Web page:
A People's Database of Everything

(See a "mirror" of the current database.)

The Google book scanning project is attempting to create a digital database of all books ever written by humans. In a similar spirit, in the Digital StudyHall project, we are working on creating a digital video database of "everything." The DSH database, however, has some important unique characteristics.

First, the DSH database is video-centric. This is important for places like rural India, which, by optimistic estimates, has an adult literacy rate of about only 60%. Second, at least at the beginning, the DSH database is being populated with systematic and coherent sequences of lessons based on curricula designed and sanctioned by state boards, so that they can be easily adopted by our target schools. The video recordings adhere to the curriculum topic by topic, lesson by lesson, and chapter by chapter, so it is well-structured. This is in contrast to unstructured and nearly random collections of snippets of knowledge that is difficult to find easy adoption and acceptance in existing schools. Third, the recordings in the DSH database are made by the best teachers at grassroots level. These include the best teachers in middle-class urban schools, the best teachers in rural schools, and other idealistic and enthusiastic volunteers such as university professors, scientists, college students, and NGO staff members. In short, the database is created by the people, and for the people.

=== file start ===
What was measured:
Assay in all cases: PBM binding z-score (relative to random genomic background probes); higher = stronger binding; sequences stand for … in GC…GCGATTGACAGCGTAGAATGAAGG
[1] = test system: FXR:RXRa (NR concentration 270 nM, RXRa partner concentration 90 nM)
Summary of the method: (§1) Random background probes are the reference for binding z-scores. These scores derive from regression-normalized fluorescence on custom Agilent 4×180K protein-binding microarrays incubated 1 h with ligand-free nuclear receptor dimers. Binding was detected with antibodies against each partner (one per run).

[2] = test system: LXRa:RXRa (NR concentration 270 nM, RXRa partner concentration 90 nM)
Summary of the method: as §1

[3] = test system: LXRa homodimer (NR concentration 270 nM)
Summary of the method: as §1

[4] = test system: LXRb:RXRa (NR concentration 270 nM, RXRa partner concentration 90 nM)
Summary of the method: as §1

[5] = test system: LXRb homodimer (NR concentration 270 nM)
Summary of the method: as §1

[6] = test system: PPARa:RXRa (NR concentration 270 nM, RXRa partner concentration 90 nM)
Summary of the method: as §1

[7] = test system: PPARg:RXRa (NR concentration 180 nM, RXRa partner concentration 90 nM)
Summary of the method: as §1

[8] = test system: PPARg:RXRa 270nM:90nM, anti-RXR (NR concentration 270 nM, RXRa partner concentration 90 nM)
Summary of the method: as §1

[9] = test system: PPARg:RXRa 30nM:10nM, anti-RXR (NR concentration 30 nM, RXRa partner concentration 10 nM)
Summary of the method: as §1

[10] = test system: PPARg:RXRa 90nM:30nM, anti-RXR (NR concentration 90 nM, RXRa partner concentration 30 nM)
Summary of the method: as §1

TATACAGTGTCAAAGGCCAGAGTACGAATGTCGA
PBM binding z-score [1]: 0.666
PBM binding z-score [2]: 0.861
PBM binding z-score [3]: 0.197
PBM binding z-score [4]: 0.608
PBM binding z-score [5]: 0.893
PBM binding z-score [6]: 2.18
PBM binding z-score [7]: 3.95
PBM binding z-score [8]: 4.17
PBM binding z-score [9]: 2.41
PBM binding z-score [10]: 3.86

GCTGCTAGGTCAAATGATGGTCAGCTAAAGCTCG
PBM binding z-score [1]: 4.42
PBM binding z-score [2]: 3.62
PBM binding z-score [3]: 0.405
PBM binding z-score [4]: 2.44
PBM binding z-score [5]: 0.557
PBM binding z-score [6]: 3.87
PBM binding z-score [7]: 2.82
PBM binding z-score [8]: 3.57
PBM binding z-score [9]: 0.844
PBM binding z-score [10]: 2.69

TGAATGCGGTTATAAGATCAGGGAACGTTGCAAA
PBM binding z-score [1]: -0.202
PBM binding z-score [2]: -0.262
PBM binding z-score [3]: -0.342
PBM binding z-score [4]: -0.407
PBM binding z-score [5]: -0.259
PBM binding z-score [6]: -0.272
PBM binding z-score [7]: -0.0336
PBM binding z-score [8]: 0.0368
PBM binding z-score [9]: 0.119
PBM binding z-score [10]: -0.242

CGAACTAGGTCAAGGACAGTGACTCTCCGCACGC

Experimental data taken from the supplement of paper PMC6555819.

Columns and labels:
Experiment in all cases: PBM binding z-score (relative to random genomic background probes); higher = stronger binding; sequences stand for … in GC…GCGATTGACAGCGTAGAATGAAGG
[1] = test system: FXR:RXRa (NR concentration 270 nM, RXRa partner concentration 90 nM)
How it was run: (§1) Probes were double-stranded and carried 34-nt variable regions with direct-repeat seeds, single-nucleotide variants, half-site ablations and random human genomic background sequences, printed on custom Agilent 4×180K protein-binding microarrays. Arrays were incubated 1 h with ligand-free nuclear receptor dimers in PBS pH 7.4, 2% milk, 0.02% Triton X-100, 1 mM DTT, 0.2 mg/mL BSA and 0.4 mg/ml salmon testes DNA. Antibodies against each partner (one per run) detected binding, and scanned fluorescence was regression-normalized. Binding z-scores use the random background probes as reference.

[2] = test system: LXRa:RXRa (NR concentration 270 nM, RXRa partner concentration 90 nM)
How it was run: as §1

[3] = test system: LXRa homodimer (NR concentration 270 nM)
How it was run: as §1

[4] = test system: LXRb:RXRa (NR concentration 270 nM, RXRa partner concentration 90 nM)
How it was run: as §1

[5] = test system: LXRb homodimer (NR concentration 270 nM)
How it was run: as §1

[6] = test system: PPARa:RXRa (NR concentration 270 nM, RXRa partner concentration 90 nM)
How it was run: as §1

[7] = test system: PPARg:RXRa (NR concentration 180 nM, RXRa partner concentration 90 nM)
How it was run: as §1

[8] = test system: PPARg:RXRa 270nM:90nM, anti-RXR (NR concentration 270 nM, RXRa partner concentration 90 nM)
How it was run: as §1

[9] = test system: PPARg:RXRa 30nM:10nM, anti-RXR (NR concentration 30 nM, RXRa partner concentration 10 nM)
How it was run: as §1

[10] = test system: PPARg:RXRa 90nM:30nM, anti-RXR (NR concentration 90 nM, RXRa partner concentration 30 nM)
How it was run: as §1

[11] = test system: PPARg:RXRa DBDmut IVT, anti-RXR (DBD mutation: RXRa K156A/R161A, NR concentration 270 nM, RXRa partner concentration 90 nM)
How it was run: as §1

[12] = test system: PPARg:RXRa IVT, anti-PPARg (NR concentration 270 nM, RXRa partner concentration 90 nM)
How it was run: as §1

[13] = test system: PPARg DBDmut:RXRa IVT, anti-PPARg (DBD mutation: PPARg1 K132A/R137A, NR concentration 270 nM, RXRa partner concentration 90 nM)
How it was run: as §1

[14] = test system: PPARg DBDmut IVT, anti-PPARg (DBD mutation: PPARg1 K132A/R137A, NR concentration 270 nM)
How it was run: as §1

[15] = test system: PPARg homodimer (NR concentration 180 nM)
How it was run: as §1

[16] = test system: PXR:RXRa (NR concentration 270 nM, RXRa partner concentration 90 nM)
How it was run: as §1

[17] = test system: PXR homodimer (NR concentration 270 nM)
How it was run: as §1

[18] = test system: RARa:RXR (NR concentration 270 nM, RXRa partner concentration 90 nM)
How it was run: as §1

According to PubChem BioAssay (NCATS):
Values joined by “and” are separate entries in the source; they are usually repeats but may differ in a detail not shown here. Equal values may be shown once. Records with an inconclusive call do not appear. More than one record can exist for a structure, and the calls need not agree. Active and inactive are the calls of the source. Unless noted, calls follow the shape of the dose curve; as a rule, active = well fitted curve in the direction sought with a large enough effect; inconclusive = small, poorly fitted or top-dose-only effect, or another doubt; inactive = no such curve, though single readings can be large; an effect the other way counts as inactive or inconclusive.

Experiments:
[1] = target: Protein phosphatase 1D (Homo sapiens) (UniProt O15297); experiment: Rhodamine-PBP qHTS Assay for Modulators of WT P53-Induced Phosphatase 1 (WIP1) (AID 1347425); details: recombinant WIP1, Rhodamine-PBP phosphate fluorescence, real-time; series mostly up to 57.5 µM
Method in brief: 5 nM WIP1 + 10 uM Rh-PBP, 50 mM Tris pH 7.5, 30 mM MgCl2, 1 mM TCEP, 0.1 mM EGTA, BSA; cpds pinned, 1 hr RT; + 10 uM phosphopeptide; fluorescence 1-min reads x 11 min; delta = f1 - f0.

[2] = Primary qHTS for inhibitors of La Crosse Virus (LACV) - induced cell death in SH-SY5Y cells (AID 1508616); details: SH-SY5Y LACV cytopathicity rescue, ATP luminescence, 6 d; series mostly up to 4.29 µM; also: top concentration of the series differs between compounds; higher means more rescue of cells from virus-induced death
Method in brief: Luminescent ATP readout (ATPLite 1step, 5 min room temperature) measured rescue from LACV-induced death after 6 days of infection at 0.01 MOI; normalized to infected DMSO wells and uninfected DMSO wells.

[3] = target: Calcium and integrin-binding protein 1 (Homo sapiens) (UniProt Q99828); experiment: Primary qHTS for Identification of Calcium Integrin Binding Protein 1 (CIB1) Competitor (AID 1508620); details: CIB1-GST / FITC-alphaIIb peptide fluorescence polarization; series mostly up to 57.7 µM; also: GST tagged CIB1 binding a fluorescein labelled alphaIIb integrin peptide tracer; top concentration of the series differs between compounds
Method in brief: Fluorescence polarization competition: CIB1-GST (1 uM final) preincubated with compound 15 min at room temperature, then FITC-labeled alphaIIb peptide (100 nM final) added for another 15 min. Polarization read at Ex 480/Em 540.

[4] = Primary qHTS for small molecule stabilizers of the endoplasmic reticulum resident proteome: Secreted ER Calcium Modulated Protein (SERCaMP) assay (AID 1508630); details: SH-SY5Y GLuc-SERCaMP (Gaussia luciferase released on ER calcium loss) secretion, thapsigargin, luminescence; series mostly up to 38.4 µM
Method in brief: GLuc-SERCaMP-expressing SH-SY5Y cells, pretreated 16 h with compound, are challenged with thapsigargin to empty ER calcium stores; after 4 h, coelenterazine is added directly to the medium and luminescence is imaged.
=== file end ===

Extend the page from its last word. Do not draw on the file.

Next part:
This approach has important advantages compared to traditional forms of content creation, which is typified by flash-ware and slide-ware (Powerpoint slides). Good teachers are often the best "performers." It is their "showmanship," their way of relating to their audience, their "people skills," that are their most potent tool, a tool that is beyond the reach of flash-ware or slide-ware. Although adhering to the guidelines of state board syllabus, the lessons taught by the best teachers are highly interactive and activity-based. Video, though not perfect, comes closest to capturing the "performance" in flesh. Another problem with the flash-ware and slide-ware approach is that it is slow and expensive, as one must insert a technical professional into the authoring process.

We envision building a database that contains all subjects, encompassing all grades, spoken in all local languages, covering all state and national boards. This is a database that every child (and adult, for that matter) should have access to. We believe such a database will have profound implications for liberating knowledge, democratizing learning, and revolutionizing education. (See a "mirror" of the current database.)